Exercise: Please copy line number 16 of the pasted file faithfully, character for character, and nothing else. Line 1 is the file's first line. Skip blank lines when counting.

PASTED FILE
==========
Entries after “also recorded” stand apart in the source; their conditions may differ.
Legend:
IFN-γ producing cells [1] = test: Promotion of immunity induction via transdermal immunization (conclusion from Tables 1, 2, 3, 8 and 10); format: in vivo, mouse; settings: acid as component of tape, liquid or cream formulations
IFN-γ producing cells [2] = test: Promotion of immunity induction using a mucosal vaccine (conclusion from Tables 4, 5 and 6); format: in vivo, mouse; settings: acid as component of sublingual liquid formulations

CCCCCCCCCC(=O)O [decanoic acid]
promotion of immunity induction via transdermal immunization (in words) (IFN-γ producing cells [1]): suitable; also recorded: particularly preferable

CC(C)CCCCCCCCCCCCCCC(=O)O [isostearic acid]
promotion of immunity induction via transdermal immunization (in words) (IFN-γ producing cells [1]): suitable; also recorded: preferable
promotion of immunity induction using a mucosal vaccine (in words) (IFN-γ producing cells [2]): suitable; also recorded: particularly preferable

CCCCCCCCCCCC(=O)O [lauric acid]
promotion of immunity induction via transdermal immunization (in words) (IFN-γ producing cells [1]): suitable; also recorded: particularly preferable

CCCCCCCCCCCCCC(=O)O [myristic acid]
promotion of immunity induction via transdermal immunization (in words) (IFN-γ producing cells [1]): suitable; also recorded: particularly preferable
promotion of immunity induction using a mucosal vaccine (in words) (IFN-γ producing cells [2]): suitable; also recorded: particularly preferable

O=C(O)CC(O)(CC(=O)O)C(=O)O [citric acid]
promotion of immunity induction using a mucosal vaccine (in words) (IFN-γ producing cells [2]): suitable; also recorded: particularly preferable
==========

promotion of immunity induction using a mucosal vaccine (in words) (IFN-γ producing cells [2]): suitable; also recorded: particularly preferable